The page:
Congress Blocks Rule Barring Mentally Impaired From Guns

WASHINGTON (AP) -

Congress on Wednesday sent President Donald Trump legislation blocking an Obama-era rule designed to keep guns out of the hands of certain mentally disabled people, saying the classification included harmless people such as those with sleep apnea.

On a vote of 57-43, the Senate backed the resolution, just one of several early steps by the Republican-led Congress to undo regulations implemented by former President Barack Obama. The House had passed the measure earlier this year. The White House has signaled that President Trump will sign the legislation.

The Obama rule would have prevented an estimated 75,000 people with mental disorders from being able to purchase a firearm. It was crafted as part of Obama’s efforts to strengthen the federal background check system in the wake of the 2012 massacre of 20 young students and six staff at Sandy Hook Elementary School in Newtown, Connecticut.

Adam Lanza, a 20-year-old man with a variety of impairments — including Asperger’s syndrome and obsessive-compulsive disorder — shot and killed his mother at their home, then went to school where he killed the students, adults and himself.

The Obama administration rule required the Social Security Administration to send in the names of beneficiaries with mental impairments who also have a third party manage their benefits.

But lawmakers, with the backing of advocacy groups for the disabled and the National Rifle Association, opposed the regulation. They undertook a rarely successful process designed to void regulations that Congress takes issue with.

With a Republican ally in the White House, the GOP has moved aggressively on several fronts to rescind some of the Obama administration’s final regulations on the environment, financial reporting and now guns. Under an expedited process established through the Congressional Review Act, a regulation is made invalid when a simple majority of both chambers pass a joint resolution of disapproval and the president signs it.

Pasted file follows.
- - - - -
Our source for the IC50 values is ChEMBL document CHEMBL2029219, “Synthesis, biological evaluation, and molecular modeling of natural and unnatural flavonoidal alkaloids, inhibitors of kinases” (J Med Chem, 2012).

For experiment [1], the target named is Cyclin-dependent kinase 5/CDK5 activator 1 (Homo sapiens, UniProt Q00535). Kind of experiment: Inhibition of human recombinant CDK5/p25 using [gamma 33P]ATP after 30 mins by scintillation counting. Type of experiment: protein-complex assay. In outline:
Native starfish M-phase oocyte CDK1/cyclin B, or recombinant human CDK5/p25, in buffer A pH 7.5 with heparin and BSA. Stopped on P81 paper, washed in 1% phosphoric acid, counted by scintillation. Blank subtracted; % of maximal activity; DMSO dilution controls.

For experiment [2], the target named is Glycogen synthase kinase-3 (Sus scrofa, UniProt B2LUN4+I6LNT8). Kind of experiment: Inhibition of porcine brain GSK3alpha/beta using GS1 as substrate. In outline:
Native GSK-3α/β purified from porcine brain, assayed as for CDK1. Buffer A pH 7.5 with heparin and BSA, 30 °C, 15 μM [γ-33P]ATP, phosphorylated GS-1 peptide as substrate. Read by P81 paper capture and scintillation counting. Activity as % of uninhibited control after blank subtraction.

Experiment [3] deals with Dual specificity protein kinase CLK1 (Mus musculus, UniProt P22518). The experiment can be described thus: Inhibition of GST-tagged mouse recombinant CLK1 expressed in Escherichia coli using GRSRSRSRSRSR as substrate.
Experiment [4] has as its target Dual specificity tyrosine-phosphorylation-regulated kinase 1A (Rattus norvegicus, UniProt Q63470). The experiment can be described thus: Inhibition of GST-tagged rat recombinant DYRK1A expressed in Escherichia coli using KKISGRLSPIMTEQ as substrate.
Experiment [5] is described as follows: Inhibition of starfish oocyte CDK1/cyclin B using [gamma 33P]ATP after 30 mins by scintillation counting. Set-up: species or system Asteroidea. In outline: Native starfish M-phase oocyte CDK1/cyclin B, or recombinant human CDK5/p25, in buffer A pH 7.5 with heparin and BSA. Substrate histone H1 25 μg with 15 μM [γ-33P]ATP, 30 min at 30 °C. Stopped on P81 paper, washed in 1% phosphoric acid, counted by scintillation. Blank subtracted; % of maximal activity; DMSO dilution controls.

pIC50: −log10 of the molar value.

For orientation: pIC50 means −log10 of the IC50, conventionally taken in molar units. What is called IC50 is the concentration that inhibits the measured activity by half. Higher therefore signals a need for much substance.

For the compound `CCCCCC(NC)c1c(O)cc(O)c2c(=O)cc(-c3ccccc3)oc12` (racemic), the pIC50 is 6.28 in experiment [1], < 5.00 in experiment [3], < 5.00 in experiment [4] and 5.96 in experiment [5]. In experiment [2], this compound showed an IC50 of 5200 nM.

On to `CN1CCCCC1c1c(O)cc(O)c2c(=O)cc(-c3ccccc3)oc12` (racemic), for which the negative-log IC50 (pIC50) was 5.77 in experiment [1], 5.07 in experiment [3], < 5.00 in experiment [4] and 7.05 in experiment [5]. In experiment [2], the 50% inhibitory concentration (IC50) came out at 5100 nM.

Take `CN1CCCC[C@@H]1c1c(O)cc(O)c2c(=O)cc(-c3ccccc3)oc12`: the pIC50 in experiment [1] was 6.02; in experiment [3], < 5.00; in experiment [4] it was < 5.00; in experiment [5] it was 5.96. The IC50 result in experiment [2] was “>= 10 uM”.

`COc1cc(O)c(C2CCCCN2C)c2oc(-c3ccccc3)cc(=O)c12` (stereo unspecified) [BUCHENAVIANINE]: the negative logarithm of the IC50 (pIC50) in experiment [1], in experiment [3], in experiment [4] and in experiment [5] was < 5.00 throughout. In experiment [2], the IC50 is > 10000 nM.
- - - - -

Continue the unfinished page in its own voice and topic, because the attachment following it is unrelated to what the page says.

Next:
Sen. Charles Grassley, R-Iowa, spearheaded the repeal effort and said that the regulation unfairly stigmatizes the disabled and infringes on their constitutional right to bear arms. He said that the mental disorders covered through the regulation are filled with “vague characteristics that do not fit into the federal mentally defective standard” prohibiting someone from buying or owning a gun.

Grassley cited eating and sleep disorders as examples of illnesses that could allow a beneficiary to be reported to the background check system if they also have a third party to manage their benefits.

“If a specific individual is likely to be violent due to the nature of their mental illness, then the government should have to prove it,” Grassley said.

Sen. Chris Murphy, D-Conn., said he didn’t know how he could explain to his constituents that Congress was making it easier rather than harder for people with serious mental illness to have a gun.

“If you can’t manage your own financial affairs, how can we expect that you’re going to be a responsible steward of a dangerous, lethal firearm?” Murphy said.

The American Civil Liberties Union criticized Obama’s legislation, too. The ACLU said the rule advanced a harmful stereotype that people with mental disabilities, “a vast and diverse group of citizens, are violent.” More than a dozen advocacy groups for the disabled also opposed the Obama administration’s regulation.